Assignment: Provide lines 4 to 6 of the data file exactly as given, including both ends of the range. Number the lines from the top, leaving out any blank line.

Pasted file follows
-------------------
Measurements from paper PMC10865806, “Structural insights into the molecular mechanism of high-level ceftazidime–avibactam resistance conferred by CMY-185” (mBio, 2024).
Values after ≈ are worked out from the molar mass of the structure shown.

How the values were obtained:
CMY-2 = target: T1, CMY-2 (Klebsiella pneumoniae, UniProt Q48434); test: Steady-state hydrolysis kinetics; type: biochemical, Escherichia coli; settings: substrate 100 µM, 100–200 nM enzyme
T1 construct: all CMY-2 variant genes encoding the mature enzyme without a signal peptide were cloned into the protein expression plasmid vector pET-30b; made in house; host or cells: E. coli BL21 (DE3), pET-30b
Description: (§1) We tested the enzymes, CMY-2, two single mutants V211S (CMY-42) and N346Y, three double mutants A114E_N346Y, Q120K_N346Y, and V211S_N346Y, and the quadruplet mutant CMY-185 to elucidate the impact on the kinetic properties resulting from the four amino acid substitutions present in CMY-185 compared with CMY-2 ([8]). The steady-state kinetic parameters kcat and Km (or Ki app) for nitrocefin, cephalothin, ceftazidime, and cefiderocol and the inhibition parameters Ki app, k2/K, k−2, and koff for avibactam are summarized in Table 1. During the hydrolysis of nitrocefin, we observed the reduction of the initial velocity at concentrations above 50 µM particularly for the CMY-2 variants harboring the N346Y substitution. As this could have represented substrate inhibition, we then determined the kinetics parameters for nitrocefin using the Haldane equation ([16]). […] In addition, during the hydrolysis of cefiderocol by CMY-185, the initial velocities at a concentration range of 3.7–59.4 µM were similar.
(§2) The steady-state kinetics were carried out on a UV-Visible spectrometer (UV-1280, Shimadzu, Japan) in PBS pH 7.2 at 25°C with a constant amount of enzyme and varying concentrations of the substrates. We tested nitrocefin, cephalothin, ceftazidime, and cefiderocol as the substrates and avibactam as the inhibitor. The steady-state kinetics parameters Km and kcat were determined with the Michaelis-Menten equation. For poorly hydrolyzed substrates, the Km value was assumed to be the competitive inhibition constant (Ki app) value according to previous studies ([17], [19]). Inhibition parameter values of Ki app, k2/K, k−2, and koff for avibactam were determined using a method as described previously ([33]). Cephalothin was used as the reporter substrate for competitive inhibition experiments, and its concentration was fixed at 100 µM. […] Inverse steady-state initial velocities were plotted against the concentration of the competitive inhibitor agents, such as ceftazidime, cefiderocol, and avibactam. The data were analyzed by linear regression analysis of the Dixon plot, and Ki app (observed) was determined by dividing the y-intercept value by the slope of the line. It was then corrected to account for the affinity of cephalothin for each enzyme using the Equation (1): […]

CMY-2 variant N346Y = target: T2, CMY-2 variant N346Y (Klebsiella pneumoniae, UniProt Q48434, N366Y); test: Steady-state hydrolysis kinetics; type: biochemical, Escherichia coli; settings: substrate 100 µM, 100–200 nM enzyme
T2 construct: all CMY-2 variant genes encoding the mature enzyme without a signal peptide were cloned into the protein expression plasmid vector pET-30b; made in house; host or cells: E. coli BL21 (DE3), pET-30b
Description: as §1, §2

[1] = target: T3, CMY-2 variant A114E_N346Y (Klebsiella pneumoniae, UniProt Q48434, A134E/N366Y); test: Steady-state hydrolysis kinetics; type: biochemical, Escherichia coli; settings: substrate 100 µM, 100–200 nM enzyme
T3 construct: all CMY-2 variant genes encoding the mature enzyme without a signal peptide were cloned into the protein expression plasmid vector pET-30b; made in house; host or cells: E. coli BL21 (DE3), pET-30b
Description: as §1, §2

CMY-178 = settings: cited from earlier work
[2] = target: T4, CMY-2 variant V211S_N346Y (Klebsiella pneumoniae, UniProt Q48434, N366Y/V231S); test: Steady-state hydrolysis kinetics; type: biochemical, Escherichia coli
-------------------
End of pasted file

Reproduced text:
CMY-2 = target: T1, CMY-2 (Klebsiella pneumoniae, UniProt Q48434); test: Steady-state hydrolysis kinetics; type: biochemical, Escherichia coli; settings: substrate 100 µM, 100–200 nM enzyme
T1 construct: all CMY-2 variant genes encoding the mature enzyme without a signal peptide were cloned into the protein expression plasmid vector pET-30b; made in house; host or cells: E. coli BL21 (DE3), pET-30b
Description: (§1) We tested the enzymes, CMY-2, two single mutants V211S (CMY-42) and N346Y, three double mutants A114E_N346Y, Q120K_N346Y, and V211S_N346Y, and the quadruplet mutant CMY-185 to elucidate the impact on the kinetic properties resulting from the four amino acid substitutions present in CMY-185 compared with CMY-2 ([8]). The steady-state kinetic parameters kcat and Km (or Ki app) for nitrocefin, cephalothin, ceftazidime, and cefiderocol and the inhibition parameters Ki app, k2/K, k−2, and koff for avibactam are summarized in Table 1. During the hydrolysis of nitrocefin, we observed the reduction of the initial velocity at concentrations above 50 µM particularly for the CMY-2 variants harboring the N346Y substitution. As this could have represented substrate inhibition, we then determined the kinetics parameters for nitrocefin using the Haldane equation ([16]). […] In addition, during the hydrolysis of cefiderocol by CMY-185, the initial velocities at a concentration range of 3.7–59.4 µM were similar.